KYLE BUSCH In It for the Long Haul HUNTERSVILLE, N.C. (Feb. 3, 2010) -- As the 2010 NASCAR Sprint Cup Series season approaches, a close eye will be kept, no doubt, on a few Sprint Cup stars who have contracts expiring with their respective ...
In It for the Long Haul
HUNTERSVILLE, N.C. (Feb. 3, 2010) -- As the 2010 NASCAR Sprint Cup Series season approaches, a close eye will be kept, no doubt, on a few Sprint Cup stars who have contracts expiring with their respective teams at the end of the season.
While constant questions about their future endeavors can be a potential distraction for those drivers, it won't be for Kyle Busch, driver of the No. 18 M&M's Toyota Camry, as officials from Joe Gibbs Racing (JGR) announced in January that they had agreed to a multi-year contract with Busch, putting to rest any speculation about his long-term commitment to JGR.
With that situation put to rest, Busch and JGR can now focus on racing -- beginning with the 52nd Daytona 500 set for Feb. 14 at Daytona (Fla.) International Speedway.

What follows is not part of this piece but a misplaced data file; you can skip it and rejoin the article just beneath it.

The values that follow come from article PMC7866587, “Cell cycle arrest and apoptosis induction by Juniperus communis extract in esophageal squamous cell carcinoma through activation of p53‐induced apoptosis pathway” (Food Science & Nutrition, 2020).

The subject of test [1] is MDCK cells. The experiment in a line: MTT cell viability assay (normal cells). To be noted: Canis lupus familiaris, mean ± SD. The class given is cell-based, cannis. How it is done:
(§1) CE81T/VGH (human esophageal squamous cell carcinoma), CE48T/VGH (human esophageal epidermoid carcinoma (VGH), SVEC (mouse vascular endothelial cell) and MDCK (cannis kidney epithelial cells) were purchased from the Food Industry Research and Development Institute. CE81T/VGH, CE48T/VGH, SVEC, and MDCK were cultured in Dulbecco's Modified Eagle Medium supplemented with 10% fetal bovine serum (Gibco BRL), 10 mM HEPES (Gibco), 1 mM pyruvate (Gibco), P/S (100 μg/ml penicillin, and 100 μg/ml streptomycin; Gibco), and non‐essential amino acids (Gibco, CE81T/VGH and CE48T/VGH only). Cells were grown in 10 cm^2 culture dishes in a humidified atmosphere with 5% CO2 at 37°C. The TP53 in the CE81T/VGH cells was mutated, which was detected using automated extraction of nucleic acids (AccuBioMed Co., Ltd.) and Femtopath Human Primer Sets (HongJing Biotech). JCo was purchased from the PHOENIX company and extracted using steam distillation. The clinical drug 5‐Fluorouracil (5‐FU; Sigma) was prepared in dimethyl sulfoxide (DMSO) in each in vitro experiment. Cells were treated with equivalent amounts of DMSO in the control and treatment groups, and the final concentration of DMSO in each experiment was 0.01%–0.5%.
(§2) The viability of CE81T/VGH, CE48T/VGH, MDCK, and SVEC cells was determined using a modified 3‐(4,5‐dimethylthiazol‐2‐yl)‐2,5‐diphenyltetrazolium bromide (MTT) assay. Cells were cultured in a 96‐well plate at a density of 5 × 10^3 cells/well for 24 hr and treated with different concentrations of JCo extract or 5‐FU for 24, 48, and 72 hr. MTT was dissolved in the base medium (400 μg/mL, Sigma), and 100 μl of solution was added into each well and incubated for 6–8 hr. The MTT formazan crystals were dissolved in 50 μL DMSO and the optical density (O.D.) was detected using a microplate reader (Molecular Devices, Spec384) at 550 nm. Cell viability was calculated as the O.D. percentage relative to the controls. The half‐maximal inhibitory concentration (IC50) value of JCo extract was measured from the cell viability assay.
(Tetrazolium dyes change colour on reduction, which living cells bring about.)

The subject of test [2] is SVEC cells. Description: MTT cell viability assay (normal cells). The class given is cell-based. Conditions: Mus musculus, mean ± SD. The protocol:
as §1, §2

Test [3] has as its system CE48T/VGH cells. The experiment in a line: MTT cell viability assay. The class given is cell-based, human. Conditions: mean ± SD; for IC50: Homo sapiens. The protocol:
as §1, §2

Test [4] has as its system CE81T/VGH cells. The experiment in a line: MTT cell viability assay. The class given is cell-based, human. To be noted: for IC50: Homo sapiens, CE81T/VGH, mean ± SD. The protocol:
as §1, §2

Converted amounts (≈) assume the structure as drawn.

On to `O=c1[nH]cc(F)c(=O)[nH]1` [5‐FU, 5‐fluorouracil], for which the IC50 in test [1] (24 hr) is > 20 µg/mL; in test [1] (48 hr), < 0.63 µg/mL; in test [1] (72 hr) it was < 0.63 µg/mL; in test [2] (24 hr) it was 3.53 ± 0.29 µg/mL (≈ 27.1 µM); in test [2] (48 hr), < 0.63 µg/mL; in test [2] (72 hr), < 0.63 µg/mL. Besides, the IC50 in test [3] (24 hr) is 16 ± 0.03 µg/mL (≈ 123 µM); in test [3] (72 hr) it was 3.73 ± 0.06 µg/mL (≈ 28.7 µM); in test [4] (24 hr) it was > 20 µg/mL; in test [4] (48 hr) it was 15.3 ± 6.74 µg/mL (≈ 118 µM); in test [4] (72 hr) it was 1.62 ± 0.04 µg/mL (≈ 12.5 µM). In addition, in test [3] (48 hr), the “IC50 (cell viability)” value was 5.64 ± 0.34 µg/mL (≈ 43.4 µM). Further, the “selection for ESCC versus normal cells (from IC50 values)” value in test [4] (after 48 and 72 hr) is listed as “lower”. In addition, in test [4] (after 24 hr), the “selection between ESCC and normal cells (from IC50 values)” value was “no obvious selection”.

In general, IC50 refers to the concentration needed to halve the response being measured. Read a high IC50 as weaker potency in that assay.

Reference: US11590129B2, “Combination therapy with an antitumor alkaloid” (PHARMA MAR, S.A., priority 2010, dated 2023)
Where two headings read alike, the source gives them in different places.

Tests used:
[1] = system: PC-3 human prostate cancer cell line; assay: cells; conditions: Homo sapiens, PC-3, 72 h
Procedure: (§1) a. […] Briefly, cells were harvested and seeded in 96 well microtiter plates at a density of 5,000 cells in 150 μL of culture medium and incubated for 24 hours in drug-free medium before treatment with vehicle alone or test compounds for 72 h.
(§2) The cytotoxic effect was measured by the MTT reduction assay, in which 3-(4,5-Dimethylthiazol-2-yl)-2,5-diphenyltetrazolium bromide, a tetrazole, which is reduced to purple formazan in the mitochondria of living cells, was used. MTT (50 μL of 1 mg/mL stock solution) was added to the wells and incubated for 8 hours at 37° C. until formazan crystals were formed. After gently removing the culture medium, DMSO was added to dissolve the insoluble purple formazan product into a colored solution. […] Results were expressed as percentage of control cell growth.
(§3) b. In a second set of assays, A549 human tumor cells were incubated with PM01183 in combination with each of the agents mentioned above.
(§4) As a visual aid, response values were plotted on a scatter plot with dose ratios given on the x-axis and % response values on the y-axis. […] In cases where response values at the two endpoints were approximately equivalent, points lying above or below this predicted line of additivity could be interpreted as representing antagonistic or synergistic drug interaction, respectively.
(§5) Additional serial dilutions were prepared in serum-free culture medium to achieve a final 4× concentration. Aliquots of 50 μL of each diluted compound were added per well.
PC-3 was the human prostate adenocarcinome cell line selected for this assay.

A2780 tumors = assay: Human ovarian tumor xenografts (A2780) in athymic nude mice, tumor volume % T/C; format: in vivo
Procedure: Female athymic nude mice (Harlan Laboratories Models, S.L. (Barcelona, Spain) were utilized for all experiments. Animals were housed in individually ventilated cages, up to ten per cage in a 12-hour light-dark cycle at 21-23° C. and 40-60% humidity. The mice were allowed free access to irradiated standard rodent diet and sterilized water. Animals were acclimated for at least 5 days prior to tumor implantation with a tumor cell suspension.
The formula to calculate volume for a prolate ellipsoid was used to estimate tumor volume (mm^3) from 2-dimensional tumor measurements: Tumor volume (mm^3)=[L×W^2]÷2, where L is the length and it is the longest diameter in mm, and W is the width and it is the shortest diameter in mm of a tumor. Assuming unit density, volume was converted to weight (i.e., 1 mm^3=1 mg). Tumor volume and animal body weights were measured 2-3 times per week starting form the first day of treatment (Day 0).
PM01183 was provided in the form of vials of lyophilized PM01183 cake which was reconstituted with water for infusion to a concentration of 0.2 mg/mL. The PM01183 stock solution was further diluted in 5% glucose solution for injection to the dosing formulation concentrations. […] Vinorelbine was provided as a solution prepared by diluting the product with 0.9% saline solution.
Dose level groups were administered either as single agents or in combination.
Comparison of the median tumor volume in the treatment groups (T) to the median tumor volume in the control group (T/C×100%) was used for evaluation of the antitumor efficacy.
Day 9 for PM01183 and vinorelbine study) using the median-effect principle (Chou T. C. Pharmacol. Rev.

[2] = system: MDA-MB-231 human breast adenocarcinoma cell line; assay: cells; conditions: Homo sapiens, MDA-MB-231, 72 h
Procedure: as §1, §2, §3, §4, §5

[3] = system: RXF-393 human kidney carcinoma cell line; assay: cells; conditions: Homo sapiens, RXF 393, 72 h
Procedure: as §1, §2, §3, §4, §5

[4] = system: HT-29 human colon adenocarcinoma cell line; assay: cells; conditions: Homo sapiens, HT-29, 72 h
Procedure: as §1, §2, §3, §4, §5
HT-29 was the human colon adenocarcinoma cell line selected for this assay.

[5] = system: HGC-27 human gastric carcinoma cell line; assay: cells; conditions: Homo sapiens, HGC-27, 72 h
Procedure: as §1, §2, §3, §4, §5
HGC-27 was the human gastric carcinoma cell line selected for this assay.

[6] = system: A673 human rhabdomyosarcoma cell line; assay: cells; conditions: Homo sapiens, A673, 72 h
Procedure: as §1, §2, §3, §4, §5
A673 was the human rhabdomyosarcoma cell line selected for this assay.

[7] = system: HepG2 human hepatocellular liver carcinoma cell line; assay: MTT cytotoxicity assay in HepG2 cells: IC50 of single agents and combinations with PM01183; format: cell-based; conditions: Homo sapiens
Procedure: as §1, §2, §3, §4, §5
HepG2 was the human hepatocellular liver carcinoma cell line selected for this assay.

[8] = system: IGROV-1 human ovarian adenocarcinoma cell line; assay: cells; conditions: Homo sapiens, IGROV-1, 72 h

At Daytona, Busch will focus on honing his relationship with new crew chief Dave Rogers as the pair hopes to pick up where it left off at the end of 2009. With Rogers on top of the pitbox for the final three races of the season, the duo showed instant chemistry and finished 12th or better in all three events. In fact, the Rogers-Busch combination nearly won the its first race together at Texas Motor Speedway in Fort Worth, where Busch led 232 of 334 laps before he ran out of fuel with two laps remaining and finished a disappointing 11th.
In the first decade of the 21st century, Busch won more races in NASCAR's top three national series than any other driver. The Las Vegas native posted 62 overall wins from 2000-2009, besting Kevin Harvick, who was next with 51 wins during that same span. With 16 Sprint Cup Series wins, 30 Nationwide Series wins and 16 Camping World Truck Series wins, Busch made it to victory lane every 6.9 races in his 428 overall career starts.
With the dawn of a new decade, Busch still has plenty he wants to accomplish, including his first Sprint Cup championship. He'll hope to take the lessons learned from last year's Nationwide Series championship season -- his first NASCAR title of any kind -- as a blueprint for success on the Sprint Cup level. While his passion for winning every race possible is well documented, he also knows the consistency of 25 top-five finishes in 35 Nationwide Series races last season went a long way toward helping him earn his title.